Despite the challenges facing Kole, the couple did something amazing.

Kole and his younger brother, Jordan, were in their last foster home together and that foster mom didn’t want Kole but wanted Jordan. Sismilich called and asked if they could have Jordan so they could get the brothers back together. The DSS case worker refused the request because he had already been moved three times. A month later, they got a call saying he needed to be removed immediately and were asked if they were still interested.

Again, their answer was, yes, they’d take him immediately.

Kole and Jordan, his younger brother, had had few of their vaccines. Kole had to have dental surgery because of the amount of damage to his teeth. He was angry and would throw tantrums up to 20 times a day. This was something Sismilich had never encountered. She could see he was just waiting for when they would get rid of him.

Sismilich had heard of MUSC’s Foster Care Clinic and went there for guidance on some of the boys’ health issues, including Kole’s attention deficit and hyperactivity disorder. Nurse practitioner Tracy Halasz became one of her critical supports. She helped her find the best medication so Kole could focus in school. She kept telling her to call if it ever felt overwhelming.

“So that was the biggest motivator to me. We’ve done lots of different therapies, and I think the biggest challenge for me now is sort of the fabric of who he is. He was struggling with anger. He was very easily angered and had a hard time regulating his emotions. But now that’s fewer and farther between. And the other thing was he required so much of my energy. Something simple required probably four times the amount of effort for him to do, and I still had three other kids. So it was exhausting, but I told myself that of all the reasons to be tired – that’s a really good reason to be tired.”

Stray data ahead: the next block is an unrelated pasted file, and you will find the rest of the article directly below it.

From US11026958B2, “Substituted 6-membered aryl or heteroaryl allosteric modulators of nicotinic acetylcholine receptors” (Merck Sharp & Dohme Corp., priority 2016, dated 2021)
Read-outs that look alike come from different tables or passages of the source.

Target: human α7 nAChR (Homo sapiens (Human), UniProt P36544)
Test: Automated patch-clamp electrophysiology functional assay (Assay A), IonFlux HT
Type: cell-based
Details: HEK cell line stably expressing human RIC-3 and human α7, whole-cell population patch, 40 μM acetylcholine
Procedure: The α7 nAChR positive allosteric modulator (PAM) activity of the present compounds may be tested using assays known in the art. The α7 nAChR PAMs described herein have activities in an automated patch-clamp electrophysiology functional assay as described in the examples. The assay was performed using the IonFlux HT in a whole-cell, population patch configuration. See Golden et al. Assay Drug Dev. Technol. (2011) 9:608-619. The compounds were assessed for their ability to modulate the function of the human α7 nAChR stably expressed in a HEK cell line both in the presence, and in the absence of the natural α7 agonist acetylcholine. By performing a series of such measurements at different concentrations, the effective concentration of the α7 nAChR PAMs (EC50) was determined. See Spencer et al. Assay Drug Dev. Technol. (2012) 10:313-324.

Sismilich says this kind of support for foster parents is critical. She appreciated the ease of getting appointments at the clinic and how they always asked about her and the rest of the family as well as the foster children.

“I feel like it’s the one place I can go where they do care about the family. When I go to the clinic with my four kids, it can be a lot to handle, so there have been times where Machelle (Green) or Tara (Peevy) will take three of the kids to go do different little activities so that I can focus and talk to the doctor.”

About 10 months into the foster care journey, there was a shift when she could see that Halasz saw she was no longer a foster parent. “I was just a parent. And she would ask me what I wanted to do in regards to certain courses of treatment or medication. It’s more like, ‘This is your child, and I trust your decision,’ and they will involve you in the decision. That to me means a ton.”

Meanwhile, the rest of her family had to adapt. One reason the family considered adopting was because her oldest son, Drake, has a heart of gold. She knew he’d set a warm, welcoming tone. Sismilich says the entire family has benefitted from their decision to adopt. It taught her biological children that not everyone comes from the same background and everyone has a responsibility to help children, who through no fault of their own, are being neglected.

She has learned the power of praise. A little goes such a long way, with all of the kids, she says.